She wears a specially made bow in her hair for important meets. Leading up to the trials, she will take special care to choose the right outfit for competition.
And yet, when it comes right down to it, Haley's will to win and compete is no different from that of her brother or cousin.
"Haley is a super-strong-willed girl who's tenacious and smart," said her mother, Molly. "I don't think of it as girl power. I just enjoy watching her doing what she's doing."
Dean has coached both of his kids at Gresham. He describes Sam as a "plow horse" for the countless hours of drills and lifting he does without complaint. Haley, he says, is more outspoken and has a lower threshold for monotonous workouts. She's more apt to draw a line in the sand when she's decided she's done. But she, too, is an intense worker.
"I don't want to get to a point like the Olympic trials and wish I could've done something (more)," she said. "I want to know when I'm on that runway and in those competitions that I've done everything I can."
Working toward the dream
Against a wall of wind and noise near the traffic on East Burnside in Gresham, Dean shouts to Haley in javelin-ese, a language spoken fluently by father and daughter.
"Stay bouncy!" he yells. "Long crossover with the quick left! And close it!"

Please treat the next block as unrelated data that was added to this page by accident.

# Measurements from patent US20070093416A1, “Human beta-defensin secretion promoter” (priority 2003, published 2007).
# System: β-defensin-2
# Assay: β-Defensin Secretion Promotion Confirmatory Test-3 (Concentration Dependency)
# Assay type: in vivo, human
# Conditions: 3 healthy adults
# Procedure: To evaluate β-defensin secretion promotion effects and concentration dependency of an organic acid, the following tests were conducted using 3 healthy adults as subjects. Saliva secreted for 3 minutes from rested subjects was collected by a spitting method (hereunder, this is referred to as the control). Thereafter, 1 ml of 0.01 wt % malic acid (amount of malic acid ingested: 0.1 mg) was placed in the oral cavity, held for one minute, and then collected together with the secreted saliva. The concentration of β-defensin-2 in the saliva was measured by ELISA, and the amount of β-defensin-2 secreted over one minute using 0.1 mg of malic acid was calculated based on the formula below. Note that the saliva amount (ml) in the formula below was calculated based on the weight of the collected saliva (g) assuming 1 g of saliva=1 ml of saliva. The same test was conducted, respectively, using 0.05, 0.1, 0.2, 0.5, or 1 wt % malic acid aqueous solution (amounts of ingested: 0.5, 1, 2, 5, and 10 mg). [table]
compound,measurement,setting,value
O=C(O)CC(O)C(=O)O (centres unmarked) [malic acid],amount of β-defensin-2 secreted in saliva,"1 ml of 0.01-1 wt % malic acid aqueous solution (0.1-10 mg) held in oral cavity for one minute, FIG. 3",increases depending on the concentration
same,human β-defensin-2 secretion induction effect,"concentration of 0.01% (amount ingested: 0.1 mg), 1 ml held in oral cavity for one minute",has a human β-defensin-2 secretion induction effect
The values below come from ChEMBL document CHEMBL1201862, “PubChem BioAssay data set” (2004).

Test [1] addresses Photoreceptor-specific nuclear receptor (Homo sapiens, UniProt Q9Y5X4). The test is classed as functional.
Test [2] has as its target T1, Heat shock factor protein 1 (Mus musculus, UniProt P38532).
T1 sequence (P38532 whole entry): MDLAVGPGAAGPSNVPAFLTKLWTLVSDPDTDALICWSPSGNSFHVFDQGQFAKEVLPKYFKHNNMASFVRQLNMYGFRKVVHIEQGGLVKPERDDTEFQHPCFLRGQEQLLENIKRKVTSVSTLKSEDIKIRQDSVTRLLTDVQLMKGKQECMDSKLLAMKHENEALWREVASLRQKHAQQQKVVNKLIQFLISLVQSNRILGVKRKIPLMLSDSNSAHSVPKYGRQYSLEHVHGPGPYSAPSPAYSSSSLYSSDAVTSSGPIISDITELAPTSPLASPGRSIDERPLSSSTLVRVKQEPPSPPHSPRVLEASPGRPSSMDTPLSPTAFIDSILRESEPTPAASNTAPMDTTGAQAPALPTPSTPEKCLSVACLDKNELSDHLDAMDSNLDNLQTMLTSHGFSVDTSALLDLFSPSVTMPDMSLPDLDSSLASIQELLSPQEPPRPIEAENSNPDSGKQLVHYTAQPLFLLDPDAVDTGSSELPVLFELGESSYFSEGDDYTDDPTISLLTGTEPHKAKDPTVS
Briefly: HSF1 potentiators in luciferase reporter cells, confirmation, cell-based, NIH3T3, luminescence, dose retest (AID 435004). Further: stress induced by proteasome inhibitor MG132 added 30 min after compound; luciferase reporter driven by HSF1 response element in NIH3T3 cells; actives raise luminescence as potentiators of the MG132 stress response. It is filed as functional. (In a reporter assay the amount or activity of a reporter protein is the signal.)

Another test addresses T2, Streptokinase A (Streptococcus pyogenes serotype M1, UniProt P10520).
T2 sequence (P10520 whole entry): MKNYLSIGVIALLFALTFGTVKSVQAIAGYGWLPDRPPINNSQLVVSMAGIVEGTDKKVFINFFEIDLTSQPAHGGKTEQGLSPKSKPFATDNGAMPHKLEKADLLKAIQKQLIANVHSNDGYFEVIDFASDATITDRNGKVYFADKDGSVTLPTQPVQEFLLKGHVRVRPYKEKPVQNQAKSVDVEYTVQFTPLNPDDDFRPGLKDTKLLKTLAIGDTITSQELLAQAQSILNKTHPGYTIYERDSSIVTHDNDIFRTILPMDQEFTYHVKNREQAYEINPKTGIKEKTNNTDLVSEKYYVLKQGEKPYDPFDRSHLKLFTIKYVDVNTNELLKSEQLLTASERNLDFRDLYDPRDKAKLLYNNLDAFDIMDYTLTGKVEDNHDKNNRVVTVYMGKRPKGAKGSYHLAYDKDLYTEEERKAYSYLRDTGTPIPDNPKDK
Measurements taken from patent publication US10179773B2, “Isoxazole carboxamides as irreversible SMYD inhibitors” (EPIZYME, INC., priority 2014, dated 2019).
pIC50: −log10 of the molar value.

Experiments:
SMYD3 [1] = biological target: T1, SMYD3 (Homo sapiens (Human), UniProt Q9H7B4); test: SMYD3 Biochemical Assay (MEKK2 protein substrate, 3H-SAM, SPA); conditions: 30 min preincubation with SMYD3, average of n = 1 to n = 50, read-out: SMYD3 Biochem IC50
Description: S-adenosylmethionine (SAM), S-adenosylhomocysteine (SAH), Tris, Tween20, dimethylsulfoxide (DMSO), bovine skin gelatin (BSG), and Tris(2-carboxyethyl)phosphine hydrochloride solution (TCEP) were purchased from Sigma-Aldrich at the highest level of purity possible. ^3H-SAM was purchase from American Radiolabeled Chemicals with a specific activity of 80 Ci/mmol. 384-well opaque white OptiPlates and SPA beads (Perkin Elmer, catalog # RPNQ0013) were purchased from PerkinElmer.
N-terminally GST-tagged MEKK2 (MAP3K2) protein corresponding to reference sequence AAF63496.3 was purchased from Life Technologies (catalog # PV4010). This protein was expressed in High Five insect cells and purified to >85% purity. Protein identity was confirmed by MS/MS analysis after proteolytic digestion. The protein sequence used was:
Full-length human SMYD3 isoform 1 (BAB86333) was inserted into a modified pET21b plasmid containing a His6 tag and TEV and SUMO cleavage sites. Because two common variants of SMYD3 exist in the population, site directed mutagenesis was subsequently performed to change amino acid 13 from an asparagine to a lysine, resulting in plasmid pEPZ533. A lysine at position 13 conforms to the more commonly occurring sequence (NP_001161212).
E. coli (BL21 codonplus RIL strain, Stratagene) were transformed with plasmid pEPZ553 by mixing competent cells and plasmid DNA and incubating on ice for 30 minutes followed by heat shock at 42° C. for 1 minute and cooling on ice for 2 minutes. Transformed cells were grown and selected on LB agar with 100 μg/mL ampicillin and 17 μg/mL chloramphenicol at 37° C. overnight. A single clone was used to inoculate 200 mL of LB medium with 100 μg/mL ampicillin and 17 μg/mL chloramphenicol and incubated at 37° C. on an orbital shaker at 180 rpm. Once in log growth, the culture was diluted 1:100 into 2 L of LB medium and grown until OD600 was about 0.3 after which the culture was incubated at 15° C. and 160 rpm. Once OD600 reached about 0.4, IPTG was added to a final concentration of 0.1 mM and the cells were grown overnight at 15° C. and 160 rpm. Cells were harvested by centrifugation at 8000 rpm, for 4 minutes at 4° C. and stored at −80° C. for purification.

Haley holds those words, walks to the far end of the runway and then turns, holding a spear in her right hand. She lifts the implement to eye level, bounds forward, straightens her arm, takes a hop and abruptly halts her momentum as her arm fires forward and her fingers let go.
The javelin stabs the mushy, wet grass near an orange cone marking the distance at 160 feet. Crouser will fire the remaining six javelins to within a few feet of the same distance. Each of the throws would win the Class 6A state championship. But these are measured attempts, aiming to give her the rhythm of the steps.
"Ever since I was little I sort of looked up to her because she had the national record," Haley said. "My dad would say during workouts that she is the one you've got to try to catch. I was like, 'OK, I'll do my best, but that's probably not going to happen.' "
After 30 minutes of throwing, Haley enters the weight room, where she moves from one station to another. She hops up and down with a weighted barbell across her shoulders. She stands on her hands. She does sets of crunches. She leaps onto a wooden box 40 inches off the ground. Every exercise is designed to address the strength, agility and flexibility of her entire body -- not just her throwing arm and shoulder.
"You have to be strong to throw the javelin, but also quick like a cat," Dean said.
Haley and the rest of her family made the 105-mile drive to Eugene for the Olympic trials in 2008. She and her brother and her cousins clamored up to the fence next to the track as throwers like Adam Nelson and Reese Hoffa made their victory laps. They signed Haley's T-shirt.
This time, Haley will be on the other side of the fence, testing herself against America's best, with a trip to London hanging in the balance.
"I feel like the Olympics is the holy grail of track and field," she said. "It should be every track and field athlete's dream."
For Haley, the dream is very much alive.
"I'm not going, 'Yeah, I made it to the trials, and that's good enough,' " Haley said. "I want to try to make the Olympic team. I have a chance."